Beoga (Irish word for ‘lively’) are an exciting young five piece from County Antrim who create a completely unique sound, with the dueling accordions of Seán Óg Graham and Damian McKee, superb bodhran playing from four times All-Ireland champion Eamon Murray, Liam Bradley’s jazzy piano, and singing and fiddle from acclaimed Limerick musician, Niamh Dunne.
Immediately embraced by press and fans alike, Beoga’s debut album, http://www.amazon.com/gp/product/B000ZIZ0QG?ieUTF8&tagmusidelmund-20&linkCodexm2&camp1789&creativeASINB000ZIZ0QG | A Lovely Madness, earned 9/10 in Ireland’s Hot Press, and was one of their Top Trad/Folk Albums of the year. Beoga released their subsequent album, Mischief, with then new vocalist Niamh Dunne, in 2007.
Over the last few years Beoga have performed at major Celtic and Folk festivals throughout Europe and the USA, including the Cambridge Folk Festival, the All-Ireland Fleadh, Dranouter Tender Boston, Kansas, and Milwaukee Irish Festivals, the Guinness Irish Christmas tour of Austria the Irish Folk Festival tour of Germany along with Solas and Kevin Burke, and the Irish Unplugged Tour of Holland with the Fureys and Davey Arthur.
In September 2007, Beoga performed live with the BBC Orchestra to a television audience of millions as part of the prestigious “Last Night Of The Proms”.
In 2009, Beoga released The Incident and toured the United States and Europe.
Born in Co. Roscommon in 1972, Alan Kelly grew up in a house steeped in traditional music and dance. His grandfather was a fiddler; his grandmother, a melodeon player; his father, Frank Kelly, a piano accordionist from Fourmilehouse in southern Roscommon.
Alan chose to follow in his fathers’ footsteps and learn the piano accordion. Very soon, Alan had forged his own inimitable style influenced mainly by his father Frank and local musicians such as Paddy Ryan, John Carlos, Patsy Hanly and Frank Jordan.
In his early music years, Alan went on to win All-Ireland titles on piano accordion and piano, and also with brother John in duets and neighbor and life long friend John Wynne in trios.
Determined to become a full time musician Alan moved to Galway in 1993 where he quickly became part of the thriving traditional music scene, forging an excellent reputation for himself.
In 1994 he landed a part in the Druid Theatre’s award winning production of Vincent Woods’ ‘At the black pigs Dyke’ and spent the next 12 months performing in Dublin, Galway, Glasgow, Toronto and Sydney. He also toured with Druid’s and Vincent Woods production of ‘The Yellow Bittern’ in 1995.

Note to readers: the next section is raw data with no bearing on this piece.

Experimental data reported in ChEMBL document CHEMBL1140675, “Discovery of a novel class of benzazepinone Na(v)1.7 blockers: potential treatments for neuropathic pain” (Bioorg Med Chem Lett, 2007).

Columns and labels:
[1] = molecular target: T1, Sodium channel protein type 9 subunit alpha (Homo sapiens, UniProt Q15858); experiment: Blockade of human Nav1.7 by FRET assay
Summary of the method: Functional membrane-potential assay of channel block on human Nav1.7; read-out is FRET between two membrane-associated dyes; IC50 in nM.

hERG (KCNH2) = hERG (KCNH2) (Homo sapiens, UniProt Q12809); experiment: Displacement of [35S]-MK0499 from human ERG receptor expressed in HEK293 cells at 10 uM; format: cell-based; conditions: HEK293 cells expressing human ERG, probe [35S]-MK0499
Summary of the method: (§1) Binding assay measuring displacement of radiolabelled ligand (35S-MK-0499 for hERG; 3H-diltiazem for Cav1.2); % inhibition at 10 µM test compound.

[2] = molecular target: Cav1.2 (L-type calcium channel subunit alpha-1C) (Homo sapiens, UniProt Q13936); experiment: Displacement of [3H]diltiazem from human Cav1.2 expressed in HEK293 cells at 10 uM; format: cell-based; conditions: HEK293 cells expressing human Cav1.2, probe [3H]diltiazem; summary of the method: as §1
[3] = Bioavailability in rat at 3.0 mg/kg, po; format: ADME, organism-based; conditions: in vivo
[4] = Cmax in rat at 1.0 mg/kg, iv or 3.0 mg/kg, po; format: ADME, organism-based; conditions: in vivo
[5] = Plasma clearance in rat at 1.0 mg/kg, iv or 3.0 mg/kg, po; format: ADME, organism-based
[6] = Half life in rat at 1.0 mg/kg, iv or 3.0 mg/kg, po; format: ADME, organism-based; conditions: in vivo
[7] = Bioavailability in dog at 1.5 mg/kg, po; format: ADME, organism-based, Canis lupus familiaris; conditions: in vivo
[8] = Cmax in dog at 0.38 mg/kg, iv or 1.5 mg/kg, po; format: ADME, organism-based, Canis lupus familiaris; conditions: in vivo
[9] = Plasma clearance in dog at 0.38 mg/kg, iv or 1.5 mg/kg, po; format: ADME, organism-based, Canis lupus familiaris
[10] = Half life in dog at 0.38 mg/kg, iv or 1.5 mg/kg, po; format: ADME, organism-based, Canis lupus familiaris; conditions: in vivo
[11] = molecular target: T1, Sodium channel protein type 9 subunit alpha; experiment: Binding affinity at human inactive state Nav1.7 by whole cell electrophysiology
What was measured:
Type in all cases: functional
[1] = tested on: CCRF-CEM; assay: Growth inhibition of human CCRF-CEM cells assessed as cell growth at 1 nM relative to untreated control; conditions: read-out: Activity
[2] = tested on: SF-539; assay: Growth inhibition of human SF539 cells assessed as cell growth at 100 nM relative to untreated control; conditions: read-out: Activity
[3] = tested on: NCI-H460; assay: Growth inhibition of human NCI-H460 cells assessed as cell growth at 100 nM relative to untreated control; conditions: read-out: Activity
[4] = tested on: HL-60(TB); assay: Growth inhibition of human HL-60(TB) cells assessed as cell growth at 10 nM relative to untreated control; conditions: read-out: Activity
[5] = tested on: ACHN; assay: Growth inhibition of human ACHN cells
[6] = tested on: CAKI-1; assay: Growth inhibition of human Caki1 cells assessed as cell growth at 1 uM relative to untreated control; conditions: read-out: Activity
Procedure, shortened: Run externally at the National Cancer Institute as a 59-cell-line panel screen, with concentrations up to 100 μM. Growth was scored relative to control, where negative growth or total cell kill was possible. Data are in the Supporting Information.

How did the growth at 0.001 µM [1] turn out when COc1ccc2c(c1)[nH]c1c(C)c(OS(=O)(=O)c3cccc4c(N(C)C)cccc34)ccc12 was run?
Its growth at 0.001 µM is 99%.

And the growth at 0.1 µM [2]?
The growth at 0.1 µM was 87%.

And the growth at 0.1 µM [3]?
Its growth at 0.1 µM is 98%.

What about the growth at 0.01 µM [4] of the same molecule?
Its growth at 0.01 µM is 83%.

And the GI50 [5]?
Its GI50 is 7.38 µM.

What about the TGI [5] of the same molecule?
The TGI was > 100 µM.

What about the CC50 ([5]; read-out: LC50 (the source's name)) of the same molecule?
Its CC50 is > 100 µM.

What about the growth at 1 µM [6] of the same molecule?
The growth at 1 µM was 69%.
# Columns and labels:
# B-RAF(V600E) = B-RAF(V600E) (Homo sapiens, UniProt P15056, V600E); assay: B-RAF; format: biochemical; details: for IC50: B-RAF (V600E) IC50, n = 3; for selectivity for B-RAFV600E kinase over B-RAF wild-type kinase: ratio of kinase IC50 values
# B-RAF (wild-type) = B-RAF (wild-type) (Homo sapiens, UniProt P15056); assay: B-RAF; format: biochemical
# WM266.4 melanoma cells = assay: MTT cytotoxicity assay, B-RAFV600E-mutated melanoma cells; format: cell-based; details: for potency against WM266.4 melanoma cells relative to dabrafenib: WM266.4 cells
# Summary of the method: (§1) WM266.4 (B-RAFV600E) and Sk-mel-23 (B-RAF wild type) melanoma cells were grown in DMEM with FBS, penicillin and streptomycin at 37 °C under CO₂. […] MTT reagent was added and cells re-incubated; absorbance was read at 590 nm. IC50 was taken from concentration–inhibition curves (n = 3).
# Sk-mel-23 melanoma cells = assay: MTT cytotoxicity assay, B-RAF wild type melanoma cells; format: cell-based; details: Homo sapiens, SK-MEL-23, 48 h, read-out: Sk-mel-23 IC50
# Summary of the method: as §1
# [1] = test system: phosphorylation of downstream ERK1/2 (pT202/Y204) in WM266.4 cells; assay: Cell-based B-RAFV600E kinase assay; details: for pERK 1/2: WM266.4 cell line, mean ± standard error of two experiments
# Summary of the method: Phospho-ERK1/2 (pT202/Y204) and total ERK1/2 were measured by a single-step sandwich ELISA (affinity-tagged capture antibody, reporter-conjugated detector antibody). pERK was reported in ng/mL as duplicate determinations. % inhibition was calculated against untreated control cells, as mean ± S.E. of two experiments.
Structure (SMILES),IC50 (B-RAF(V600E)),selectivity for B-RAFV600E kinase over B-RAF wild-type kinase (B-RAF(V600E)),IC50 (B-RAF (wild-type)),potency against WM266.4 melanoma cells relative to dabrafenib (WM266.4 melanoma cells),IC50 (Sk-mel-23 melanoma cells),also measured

Back in Galway, Alan decided to concentrate on his debut solo album and in 1997 he released Out of the Blue (BBM 001) on his own label Blackbox Music. Co-produced by Alan and Steve Cooney and featuring a host of Ireland’s top musicians, the album received ecstatic reviews from the critics, earned him a ‘Best Newcomer’ award from Irish Music Magazine and launched Alan on his solo career.
Extensive touring ensued, especially in the United States of America and Canada where ‘Out of the Blue’ was released on the Kells label.
However, it wasn’t long before theatre beckoned again and towards the end of 1997, Alan was invited by New York’s awarding winning avant-garde theatre company Mabou Mines to join their production of Peter and Wendy in Los Angeles and has since performed with them in New Haven (’98) San Francisco (’99) Dublin Theatre Festival in 1999 and New York 2002.
Also, in 1997, he was invited to become a member of the house band for Sibin, a weekly music program for TG4, performing with artists such as Matt Molloy, Sean Keane, Cathy Ryan, Kieran Goss, Mick Hanley, Sean Tyrell, Arty McGlynn and Nollaig Casey.
During January 1999 Alan toured with Music Network’s “Best of Irish” nation-wide tour alongside Michael McGoldrick, Karen Casey and Cathal Hayden playing to full houses all over the country. In the same year he also featured on Michael McGoldrick’s groundbreaking album ‘Fused‘ and continues to tour regularly with this band appearing at festivals such as Lorient 1999, Celtic Connections 2000 and Cambridge 2001 as well as many others.
In 2000, Alan released his second solo album Mosaic (TARACD4011) with a concert at the Galway Arts Festival featuring an 8 piece band with a line-up which included guitarist, Arty McGlynn, saxophonist, Richie Buckley, trumpeter, Danial Healy and Sean Smyth on fiddle. Produced by guitarist Arty McGlynn, Mosaic features many new compositions from both Alan and Arty, as well as traditional music from Scotland, Finland and, of course, Ireland.
Alan Kelly and the Mosaic Band quickly established itself as one of the hottest live acts on the Irish scene with its exciting blend of traditional, salsa and jazz rhythms, and propelled Alan onto the World Music stage.
Also in 2000 he worked with the award winning Lyric Theatre in Belfast for their production of Brian Friel’s “Wonderful Tennessee.
Alan’s other recording credits include appearances on Niamh Parsons’s Loosely Connected in 1992, Michael McGoldrick’s Morning Rory in 1996 and Fused in 2000, and Sean Keane’s Seansongs in 2002. He guested with Lunasa on their Irish tour promoting their album Otherworld and also collaborated with Alison Brown, the Grammy award winning banjo player on her Irish tour in 2001. During July 2002 Alan toured with Ireland’s legendary De Danann in Canada.
Alan’s most recent recording project has seen him return to his Roscommon roots for a duet album with his brother John. The album titled Fourmilehouse (BBM 2003) is traditional music served straight up, with no need for studio sweeteners or sleight of hand.